CIDI claims that Al-Haq was founded by Shawan Jabarin, the current general director, and claims that he is a commander with the PFLP, a Marxist-Leninist political party with an armed wing proscribed by Israel, the US and EU.

Al-Haq was in fact founded in 1979 by Palestinian jurists Raja Shehadeh, Charles Shamas and Jonathan Kuttab.

As for the claim that Jabarin is a PFLP commander, Al-Haq states that it is “a shocking example of toxic defamation.”

The rights group adds that “CIDI’s main allegations center around erroneous and unsubstantiated claims that Al-Haq is involved in terrorism – a grave accusation, legally comparable to complicity in murder.”

The Netherlands is among 10 European states that have rejected Israel’s terror designations against Al-Haq and several other Palestinian civil society groups.

The legal complaint summons CIDI to remove the three articles by 5 December and requires it to “publish clear rectifications” of its “factual inaccuracies and unsubstantiated assertions.”

Al-Haq’s lawyer has also filed a criminal complaint with the Dutch public prosecutor “due to the severity of CIDI’s false allegations and the harm already done to Al-Haq’s reputation, particularly in the Netherlands.”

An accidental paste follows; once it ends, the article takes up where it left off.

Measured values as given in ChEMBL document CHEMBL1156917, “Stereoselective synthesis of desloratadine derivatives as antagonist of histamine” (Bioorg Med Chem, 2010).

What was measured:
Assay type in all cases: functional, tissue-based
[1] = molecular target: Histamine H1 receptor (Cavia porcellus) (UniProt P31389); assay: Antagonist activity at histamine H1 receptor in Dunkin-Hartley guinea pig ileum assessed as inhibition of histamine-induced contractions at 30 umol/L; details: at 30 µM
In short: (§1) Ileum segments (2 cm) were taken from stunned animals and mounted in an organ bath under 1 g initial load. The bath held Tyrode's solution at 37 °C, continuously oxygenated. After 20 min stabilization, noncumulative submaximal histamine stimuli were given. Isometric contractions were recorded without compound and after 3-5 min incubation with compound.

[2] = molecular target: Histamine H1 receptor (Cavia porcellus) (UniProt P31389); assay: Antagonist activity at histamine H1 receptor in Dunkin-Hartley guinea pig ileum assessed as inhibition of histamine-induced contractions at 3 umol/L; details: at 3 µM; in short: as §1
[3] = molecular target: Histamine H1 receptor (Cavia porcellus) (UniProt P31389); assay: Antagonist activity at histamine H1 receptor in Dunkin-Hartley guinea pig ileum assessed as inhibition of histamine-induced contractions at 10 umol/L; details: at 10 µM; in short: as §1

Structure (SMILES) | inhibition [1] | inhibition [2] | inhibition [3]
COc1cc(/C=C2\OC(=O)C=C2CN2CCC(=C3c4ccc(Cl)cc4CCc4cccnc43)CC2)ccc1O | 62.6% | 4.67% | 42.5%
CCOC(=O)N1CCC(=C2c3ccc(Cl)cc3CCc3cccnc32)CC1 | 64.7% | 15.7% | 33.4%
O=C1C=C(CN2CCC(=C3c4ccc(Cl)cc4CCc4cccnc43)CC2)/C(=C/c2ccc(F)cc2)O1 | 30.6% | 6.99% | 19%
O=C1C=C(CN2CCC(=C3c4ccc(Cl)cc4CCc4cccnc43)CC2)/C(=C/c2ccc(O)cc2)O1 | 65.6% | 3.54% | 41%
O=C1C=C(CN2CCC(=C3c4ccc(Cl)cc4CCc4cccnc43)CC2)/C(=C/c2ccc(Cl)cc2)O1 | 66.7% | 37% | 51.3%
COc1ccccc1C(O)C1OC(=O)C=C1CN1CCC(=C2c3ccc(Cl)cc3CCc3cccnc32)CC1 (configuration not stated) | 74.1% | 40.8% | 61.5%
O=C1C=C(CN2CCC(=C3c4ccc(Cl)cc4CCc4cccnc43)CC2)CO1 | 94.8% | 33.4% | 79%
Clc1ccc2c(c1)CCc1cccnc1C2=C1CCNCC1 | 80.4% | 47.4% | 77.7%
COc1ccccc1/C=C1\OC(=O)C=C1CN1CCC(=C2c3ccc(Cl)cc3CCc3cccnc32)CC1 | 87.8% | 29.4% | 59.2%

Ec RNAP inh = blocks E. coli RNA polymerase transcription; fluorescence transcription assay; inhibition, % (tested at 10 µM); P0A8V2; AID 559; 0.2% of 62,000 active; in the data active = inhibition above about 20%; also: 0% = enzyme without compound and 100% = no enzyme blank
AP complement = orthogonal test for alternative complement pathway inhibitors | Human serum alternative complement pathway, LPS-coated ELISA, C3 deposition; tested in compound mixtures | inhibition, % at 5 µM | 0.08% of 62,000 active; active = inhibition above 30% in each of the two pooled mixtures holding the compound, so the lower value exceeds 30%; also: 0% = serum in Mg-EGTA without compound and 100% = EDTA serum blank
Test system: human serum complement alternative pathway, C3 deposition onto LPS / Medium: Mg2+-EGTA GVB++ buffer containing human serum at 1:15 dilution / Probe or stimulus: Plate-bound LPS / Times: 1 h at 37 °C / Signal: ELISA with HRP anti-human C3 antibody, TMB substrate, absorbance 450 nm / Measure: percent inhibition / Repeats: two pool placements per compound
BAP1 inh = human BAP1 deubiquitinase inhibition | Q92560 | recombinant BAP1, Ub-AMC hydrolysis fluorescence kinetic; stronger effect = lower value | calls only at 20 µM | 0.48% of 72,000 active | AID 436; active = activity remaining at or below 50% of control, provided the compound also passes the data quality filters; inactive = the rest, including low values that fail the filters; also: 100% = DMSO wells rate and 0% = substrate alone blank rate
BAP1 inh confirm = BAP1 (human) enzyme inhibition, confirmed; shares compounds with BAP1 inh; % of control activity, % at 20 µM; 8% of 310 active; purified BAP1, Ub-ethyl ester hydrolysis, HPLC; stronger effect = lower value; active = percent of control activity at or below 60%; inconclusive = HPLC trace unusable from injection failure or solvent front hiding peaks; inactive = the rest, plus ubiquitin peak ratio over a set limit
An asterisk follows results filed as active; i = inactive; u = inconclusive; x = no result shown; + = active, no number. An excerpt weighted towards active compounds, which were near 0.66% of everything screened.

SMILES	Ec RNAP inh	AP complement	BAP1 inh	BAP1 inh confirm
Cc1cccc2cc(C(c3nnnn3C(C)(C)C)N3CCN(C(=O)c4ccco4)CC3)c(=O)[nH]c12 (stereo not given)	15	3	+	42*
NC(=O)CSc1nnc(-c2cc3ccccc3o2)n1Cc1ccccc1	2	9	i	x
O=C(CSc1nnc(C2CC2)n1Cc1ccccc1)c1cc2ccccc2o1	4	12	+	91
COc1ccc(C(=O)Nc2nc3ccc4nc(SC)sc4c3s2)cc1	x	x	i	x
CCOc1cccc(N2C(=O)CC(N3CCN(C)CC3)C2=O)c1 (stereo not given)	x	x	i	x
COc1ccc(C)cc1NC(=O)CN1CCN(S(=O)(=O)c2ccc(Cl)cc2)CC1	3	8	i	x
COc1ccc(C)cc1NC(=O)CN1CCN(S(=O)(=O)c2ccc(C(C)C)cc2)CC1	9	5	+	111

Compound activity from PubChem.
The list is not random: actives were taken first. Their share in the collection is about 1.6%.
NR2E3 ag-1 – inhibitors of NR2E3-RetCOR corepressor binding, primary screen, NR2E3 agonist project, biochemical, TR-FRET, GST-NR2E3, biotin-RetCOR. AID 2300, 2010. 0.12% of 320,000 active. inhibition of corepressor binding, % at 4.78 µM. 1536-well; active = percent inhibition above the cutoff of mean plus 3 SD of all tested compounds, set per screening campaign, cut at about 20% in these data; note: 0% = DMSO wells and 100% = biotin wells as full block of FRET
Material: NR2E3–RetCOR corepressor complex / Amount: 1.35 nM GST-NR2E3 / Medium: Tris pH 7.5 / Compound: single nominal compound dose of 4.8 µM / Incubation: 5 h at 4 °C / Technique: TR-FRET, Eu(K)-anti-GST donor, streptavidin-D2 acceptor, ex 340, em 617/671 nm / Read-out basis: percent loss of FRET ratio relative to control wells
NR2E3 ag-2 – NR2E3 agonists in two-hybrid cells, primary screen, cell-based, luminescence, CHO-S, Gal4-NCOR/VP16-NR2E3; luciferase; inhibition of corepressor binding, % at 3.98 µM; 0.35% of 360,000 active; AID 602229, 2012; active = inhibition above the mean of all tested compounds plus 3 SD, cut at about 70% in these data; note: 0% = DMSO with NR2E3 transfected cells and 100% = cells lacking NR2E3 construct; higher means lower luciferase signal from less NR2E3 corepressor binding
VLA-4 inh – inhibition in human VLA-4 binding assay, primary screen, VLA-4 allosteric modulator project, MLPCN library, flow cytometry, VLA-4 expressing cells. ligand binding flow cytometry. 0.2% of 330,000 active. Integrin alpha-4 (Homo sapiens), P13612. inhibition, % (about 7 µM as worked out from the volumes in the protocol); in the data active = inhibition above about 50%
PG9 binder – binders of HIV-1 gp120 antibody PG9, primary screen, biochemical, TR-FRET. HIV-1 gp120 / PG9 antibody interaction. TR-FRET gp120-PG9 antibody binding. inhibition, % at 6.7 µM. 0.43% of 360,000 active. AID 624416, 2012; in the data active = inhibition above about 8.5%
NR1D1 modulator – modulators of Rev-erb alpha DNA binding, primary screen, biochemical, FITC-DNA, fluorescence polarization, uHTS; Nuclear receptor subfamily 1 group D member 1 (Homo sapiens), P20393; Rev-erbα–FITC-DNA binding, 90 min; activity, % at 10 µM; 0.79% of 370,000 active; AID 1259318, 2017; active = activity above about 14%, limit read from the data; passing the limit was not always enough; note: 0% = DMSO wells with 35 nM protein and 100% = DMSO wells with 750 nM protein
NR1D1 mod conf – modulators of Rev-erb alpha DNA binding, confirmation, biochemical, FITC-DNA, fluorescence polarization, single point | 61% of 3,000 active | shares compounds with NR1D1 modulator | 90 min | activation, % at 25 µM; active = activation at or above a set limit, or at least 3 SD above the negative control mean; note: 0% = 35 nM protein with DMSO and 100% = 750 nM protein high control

“We have defied the Israeli government efforts to shut down Al-Haq and silence us, which we will continue to do,” the group stated on Monday.

“In the same spirit, we will not be silenced by groups that smear us to disrupt our principled human rights work.”

And it’s long past time for the ICC’s Karim Khan to break his silence and stand in solidarity with Palestinian groups who are being persecuted for representing victims of Israel’s serious crimes at the court.


Maureen Clare Murphy

Maureen Clare Murphy's picture

Maureen Clare Murphy is senior editor of The Electronic Intifada.